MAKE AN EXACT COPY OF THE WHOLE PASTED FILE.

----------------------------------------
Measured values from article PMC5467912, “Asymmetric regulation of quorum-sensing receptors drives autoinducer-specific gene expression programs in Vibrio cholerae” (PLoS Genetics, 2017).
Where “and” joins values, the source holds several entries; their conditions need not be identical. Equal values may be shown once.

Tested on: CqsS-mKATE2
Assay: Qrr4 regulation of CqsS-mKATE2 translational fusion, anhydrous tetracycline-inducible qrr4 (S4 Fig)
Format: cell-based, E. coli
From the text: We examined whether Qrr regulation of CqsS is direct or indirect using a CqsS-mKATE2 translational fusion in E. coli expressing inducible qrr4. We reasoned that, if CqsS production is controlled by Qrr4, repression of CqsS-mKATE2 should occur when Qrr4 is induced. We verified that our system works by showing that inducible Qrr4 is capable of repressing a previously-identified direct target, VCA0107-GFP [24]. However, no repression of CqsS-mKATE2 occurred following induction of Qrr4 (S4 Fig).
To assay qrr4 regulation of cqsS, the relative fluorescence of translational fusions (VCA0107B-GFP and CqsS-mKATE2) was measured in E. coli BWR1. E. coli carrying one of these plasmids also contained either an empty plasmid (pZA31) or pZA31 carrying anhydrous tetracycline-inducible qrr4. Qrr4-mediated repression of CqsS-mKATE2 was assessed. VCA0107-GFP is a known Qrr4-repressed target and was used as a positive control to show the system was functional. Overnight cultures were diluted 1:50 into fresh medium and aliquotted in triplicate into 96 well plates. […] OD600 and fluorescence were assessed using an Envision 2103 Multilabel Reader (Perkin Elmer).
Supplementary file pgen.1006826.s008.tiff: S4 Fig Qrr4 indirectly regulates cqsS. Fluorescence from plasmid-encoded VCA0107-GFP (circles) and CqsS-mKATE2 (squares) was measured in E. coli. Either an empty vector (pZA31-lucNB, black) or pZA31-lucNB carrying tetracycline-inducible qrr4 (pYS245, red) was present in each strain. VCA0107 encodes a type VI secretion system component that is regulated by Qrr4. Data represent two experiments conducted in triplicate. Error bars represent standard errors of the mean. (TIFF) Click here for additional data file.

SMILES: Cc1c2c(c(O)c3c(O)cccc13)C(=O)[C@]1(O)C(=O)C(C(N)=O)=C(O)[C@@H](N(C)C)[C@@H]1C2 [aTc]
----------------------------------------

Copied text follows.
Measured values from article PMC5467912, “Asymmetric regulation of quorum-sensing receptors drives autoinducer-specific gene expression programs in Vibrio cholerae” (PLoS Genetics, 2017).
Where “and” joins values, the source holds several entries; their conditions need not be identical. Equal values may be shown once.

Tested on: CqsS-mKATE2
Assay: Qrr4 regulation of CqsS-mKATE2 translational fusion, anhydrous tetracycline-inducible qrr4 (S4 Fig)
Format: cell-based, E. coli
From the text: We examined whether Qrr regulation of CqsS is direct or indirect using a CqsS-mKATE2 translational fusion in E. coli expressing inducible qrr4. We reasoned that, if CqsS production is controlled by Qrr4, repression of CqsS-mKATE2 should occur when Qrr4 is induced. We verified that our system works by showing that inducible Qrr4 is capable of repressing a previously-identified direct target, VCA0107-GFP [24]. However, no repression of CqsS-mKATE2 occurred following induction of Qrr4 (S4 Fig).
To assay qrr4 regulation of cqsS, the relative fluorescence of translational fusions (VCA0107B-GFP and CqsS-mKATE2) was measured in E. coli BWR1. E. coli carrying one of these plasmids also contained either an empty plasmid (pZA31) or pZA31 carrying anhydrous tetracycline-inducible qrr4. Qrr4-mediated repression of CqsS-mKATE2 was assessed. VCA0107-GFP is a known Qrr4-repressed target and was used as a positive control to show the system was functional. Overnight cultures were diluted 1:50 into fresh medium and aliquotted in triplicate into 96 well plates. […] OD600 and fluorescence were assessed using an Envision 2103 Multilabel Reader (Perkin Elmer).
Supplementary file pgen.1006826.s008.tiff: S4 Fig Qrr4 indirectly regulates cqsS. Fluorescence from plasmid-encoded VCA0107-GFP (circles) and CqsS-mKATE2 (squares) was measured in E. coli. Either an empty vector (pZA31-lucNB, black) or pZA31-lucNB carrying tetracycline-inducible qrr4 (pYS245, red) was present in each strain. VCA0107 encodes a type VI secretion system component that is regulated by Qrr4. Data represent two experiments conducted in triplicate. Error bars represent standard errors of the mean. (TIFF) Click here for additional data file.

SMILES: Cc1c2c(c(O)c3c(O)cccc13)C(=O)[C@]1(O)C(=O)C(C(N)=O)=C(O)[C@@H](N(C)C)[C@@H]1C2 [aTc]